Philosophy of the Arts
Aesthetics encompasses a wide range of philosophical topics, united by their various relationships to forms of art. Some traditional topics within aesthetics deal with normative questions, often ones concerning the characteristic ways in which people assess art in positive and negative terms. What is it that makes a work of art ‘beautiful’, for example? And just what is the role of assessments of ‘beauty’ in relation to art? Indeed, what makes something an ‘artwork’? Angie Hobbs has a strong interest in the ways in which aesthetic values relate to ethical ones.
Other issues within aesthetics are not normative, but rather concern some of the distinctive forms of communication that loom large within artistic production. Pictures are central to the visual arts, for example, and it is tempting to think that pictures are in some ways fundamentally different to words: as the old saying has it, ‘a picture is worth a thousand words’. Just what is special about pictorial representation, though, and just how does it relate to communication using language? Dominic Gregory has produced a lot of work on these questions, investigating the fundamental nature of forms of imagistic representation, and exploring the relationships between images and other forms of expression, and to our sensory powers themselves. Komarine Romdenh-Romluc has also published work examining Merleau-Ponty’s account of images.
Fictional language itself has some striking features, too. The names that feature within works of fiction - ‘Jane Eyre’, say, or ‘Mr Pickwick’ - contrast with many of the names that we use in ordinary life, in that they do not seem to stand for any real things. And this raises deep philosophical puzzles: it is natural to think that your own name means something because it picks you out; but what is the meaning of ‘Jane Eyre’, given that there is no real person for whom it stands? Niall Connolly has published work that investigates the nature of fictional characters, looking at whether our apparent ability meaningfully to talk about fictional beings like Peppa Pig, Captain Planet, and Posie Flump means that they really exist.
Members of the department have played an active part in the White Rose Aesthetics Forum, as organisers and contributors, and the Northern Imagination Forum was instituted by one of its PhD students. Recent PhD students working on aesthetics have produced theses and published papers on issues relating to the relationships between artistic and ethical values, for instance, and on the status and nature of moral beauty; they have also taken up post-doctoral positions in Oxford and Cambridge. The department also provides a very popular second-year undergraduate module on Philosophy and the Arts; and it organises the long-running and successful series Philosophy at the Showroom, in tandem with the Showroom cinema in Sheffield, at which films chosen by members of the department are presented, along with accompanying discussion of their philosophical significance.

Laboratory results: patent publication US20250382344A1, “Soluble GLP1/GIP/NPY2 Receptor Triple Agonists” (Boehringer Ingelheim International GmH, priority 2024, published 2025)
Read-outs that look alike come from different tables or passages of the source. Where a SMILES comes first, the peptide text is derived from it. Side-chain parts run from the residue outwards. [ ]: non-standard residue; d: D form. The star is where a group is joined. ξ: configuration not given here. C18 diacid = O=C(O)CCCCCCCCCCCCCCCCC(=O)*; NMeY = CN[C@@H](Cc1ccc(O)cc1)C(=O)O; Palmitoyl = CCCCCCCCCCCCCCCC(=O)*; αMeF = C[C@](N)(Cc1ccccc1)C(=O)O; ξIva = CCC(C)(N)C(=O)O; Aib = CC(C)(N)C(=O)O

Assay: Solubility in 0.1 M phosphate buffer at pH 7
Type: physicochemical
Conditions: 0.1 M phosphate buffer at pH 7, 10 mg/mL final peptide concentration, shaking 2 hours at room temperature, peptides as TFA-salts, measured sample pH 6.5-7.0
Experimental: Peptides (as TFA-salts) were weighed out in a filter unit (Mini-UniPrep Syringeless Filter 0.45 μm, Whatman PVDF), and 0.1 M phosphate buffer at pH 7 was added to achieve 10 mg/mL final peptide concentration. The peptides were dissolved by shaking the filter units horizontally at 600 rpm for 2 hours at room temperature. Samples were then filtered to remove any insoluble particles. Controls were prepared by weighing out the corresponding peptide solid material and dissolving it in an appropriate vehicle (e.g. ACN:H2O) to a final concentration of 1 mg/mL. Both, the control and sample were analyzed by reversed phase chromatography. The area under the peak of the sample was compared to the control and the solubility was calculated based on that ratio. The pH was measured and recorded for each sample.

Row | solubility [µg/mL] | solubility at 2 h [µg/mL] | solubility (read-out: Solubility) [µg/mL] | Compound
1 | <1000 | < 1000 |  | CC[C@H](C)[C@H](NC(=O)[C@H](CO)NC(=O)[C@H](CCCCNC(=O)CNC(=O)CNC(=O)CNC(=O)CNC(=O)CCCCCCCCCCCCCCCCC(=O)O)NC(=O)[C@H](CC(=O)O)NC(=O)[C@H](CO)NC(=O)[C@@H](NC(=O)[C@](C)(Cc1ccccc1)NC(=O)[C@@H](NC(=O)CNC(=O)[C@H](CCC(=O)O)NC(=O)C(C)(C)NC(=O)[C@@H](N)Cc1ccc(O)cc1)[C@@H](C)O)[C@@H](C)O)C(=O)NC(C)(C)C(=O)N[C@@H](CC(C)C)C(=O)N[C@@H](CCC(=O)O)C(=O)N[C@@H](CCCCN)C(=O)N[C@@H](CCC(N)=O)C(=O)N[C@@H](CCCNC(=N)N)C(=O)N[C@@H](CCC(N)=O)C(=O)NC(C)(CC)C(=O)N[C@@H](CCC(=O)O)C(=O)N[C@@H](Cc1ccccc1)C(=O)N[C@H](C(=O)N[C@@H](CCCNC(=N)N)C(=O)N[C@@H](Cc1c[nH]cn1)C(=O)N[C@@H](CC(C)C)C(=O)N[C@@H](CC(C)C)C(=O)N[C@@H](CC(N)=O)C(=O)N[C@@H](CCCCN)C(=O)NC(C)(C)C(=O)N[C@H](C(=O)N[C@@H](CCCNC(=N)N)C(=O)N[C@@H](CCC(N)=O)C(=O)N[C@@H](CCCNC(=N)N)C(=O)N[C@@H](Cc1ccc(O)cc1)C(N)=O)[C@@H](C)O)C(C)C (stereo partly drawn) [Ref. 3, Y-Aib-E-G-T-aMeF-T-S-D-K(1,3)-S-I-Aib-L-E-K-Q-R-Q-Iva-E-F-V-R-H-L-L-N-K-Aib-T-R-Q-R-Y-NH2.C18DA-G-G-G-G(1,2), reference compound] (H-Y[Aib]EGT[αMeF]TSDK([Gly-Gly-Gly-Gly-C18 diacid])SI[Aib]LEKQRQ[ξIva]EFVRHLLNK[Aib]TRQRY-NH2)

- Connolly, Niall (2011). “How the dead live”. Philosophia.
- Gregory, D. (2010). “Pictures, pictorial contents, and vision”. British Journal of Aesthetics.
- Gregory, D. (2013). Showing, Sensing, and Seeming: Distinctively Sensory Representations and their Contents. Oxford University Press.
- Gregory, D. (2020). “Pictures, propositions, and predicates”. American Philosophical Quarterly.
- Gregory, D. (Forthcoming). “Image, image-making, and imagination”. In A. Ch. Sukla and K. Moser (eds), Imagination and Art: Explorations in Contemporary Theory. Brill.
- Hobbs, A. (2017). “Socrates, eros and magic”. In V. Harte & R. Woolf (eds), Rereading Ancient Philosophy: Old Chestnuts and Sacred Cows. Cambridge University Press.
- Romdenh-Romluc, K. (2015). “Image: for the eye and in mind”. In M. Nitsche (ed), Image in Space. Verlag Traugott Bautz.
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